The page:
Another question site managers have is which browser are visitors using to get to their site. The source can be seen in the Overview tab under System. As you can see by the picture below, 26.23% of our users are using Chrome. 


The How: Source

The Acquisition section will tell you how visitors found your site. It will tell you whether visitors directly typed in your web address (Direct), searched in a search engine (Organic Search), found your website from another website (Referral) or from social media (Social). To get an idea on what keywords visitors are using to find your site when doing a search through a search engine, then click on Organic Search highlighted in pink below.


The acquisition tab is also where you can see the influence of AdWords campaigns on your website.

The What: Behavior

An extremely important section to look at closely is Behavior because it shows how users are engaging with your website. It shows you which pages are getting the most traffic and how long users stay on that page. This is important to know so that you can adjust your content accordingly. For example, if your site has a high number of page views but the visitors are not staying very long, you can infer that users are clicking around and not finding the information they are looking for. If this is the case, we recommend re-evaluating your content so that its easy for visitors to find what they are looking for and take an action.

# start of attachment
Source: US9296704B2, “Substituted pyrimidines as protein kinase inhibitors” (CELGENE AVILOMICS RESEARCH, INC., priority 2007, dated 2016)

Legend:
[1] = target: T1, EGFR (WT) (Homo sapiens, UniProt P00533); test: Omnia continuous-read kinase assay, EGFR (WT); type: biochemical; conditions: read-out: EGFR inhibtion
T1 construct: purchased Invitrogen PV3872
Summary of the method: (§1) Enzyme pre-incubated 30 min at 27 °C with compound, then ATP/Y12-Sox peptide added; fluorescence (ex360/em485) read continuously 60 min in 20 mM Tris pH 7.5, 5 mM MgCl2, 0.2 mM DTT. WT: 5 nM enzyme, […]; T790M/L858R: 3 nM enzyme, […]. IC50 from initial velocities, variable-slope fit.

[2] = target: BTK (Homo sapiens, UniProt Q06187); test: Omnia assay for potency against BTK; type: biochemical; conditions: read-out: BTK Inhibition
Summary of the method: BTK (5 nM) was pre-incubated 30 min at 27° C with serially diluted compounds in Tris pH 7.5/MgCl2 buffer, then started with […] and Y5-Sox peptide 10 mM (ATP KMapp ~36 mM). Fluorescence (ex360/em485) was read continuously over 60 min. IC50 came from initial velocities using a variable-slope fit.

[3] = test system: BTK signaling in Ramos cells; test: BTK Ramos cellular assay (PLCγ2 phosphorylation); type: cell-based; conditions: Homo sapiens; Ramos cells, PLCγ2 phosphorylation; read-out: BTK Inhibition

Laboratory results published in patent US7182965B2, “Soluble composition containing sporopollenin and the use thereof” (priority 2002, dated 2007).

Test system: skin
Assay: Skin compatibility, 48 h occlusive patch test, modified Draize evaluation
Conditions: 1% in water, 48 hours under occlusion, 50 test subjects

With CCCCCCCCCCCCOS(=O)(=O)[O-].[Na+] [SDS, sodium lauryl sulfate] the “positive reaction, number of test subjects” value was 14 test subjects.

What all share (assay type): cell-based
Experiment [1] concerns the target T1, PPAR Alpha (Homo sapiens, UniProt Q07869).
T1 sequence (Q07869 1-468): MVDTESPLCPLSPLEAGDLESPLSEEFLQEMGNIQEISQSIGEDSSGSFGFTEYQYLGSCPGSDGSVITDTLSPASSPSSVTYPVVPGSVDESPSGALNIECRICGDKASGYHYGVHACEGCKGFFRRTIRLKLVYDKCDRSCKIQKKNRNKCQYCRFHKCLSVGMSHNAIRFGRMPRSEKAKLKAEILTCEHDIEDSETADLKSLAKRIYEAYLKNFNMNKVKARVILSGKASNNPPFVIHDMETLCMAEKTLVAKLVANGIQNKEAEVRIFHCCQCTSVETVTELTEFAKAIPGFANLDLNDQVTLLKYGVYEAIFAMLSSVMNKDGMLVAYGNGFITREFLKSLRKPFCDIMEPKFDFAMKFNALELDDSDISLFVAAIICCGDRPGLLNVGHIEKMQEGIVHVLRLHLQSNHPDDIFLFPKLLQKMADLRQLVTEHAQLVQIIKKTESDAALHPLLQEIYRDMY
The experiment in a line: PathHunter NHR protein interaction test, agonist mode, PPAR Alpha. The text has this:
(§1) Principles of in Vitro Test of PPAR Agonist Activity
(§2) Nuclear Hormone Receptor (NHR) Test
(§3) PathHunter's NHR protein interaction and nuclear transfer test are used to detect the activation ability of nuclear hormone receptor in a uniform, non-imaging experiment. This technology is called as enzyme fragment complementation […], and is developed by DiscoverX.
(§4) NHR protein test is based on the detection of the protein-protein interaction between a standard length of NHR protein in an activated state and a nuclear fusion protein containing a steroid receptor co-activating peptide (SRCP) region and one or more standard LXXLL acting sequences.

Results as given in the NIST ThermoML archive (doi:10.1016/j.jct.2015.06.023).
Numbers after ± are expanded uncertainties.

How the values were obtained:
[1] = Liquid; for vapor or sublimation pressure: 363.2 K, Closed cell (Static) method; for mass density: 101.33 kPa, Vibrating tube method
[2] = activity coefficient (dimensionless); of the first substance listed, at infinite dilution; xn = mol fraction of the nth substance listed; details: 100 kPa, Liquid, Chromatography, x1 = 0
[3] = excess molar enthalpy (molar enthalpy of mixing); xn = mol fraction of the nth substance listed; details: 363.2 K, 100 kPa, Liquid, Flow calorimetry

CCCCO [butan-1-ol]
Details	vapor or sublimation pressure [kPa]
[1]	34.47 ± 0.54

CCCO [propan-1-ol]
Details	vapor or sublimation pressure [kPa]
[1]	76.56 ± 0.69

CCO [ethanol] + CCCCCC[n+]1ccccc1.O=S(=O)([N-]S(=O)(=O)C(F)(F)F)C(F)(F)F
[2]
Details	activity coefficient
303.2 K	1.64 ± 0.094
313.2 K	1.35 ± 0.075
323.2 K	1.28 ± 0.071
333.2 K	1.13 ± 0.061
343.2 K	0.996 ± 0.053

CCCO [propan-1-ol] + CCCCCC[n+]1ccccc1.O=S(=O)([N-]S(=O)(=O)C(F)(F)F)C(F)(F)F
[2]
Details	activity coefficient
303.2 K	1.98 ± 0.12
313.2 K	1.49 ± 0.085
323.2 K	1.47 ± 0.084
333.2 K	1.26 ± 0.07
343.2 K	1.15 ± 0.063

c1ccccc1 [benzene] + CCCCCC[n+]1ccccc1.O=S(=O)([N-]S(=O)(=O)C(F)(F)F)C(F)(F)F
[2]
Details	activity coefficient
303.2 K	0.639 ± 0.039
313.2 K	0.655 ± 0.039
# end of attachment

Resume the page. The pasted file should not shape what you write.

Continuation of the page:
Under the Behavior tab is the section Page Content. Here you can see the top pages users go to on your website. The most visited web page from this site was the homepage (represented by /), then their services and so on. You can also see avg. time on each page, bounce rate of each page, exit percentage of each page, and more.


Overall, there is so much important information that this one single free software can tell you about your site. Knowing the basics covered in this post will help you better understand Google Analytics and in the long run, can help improve your business.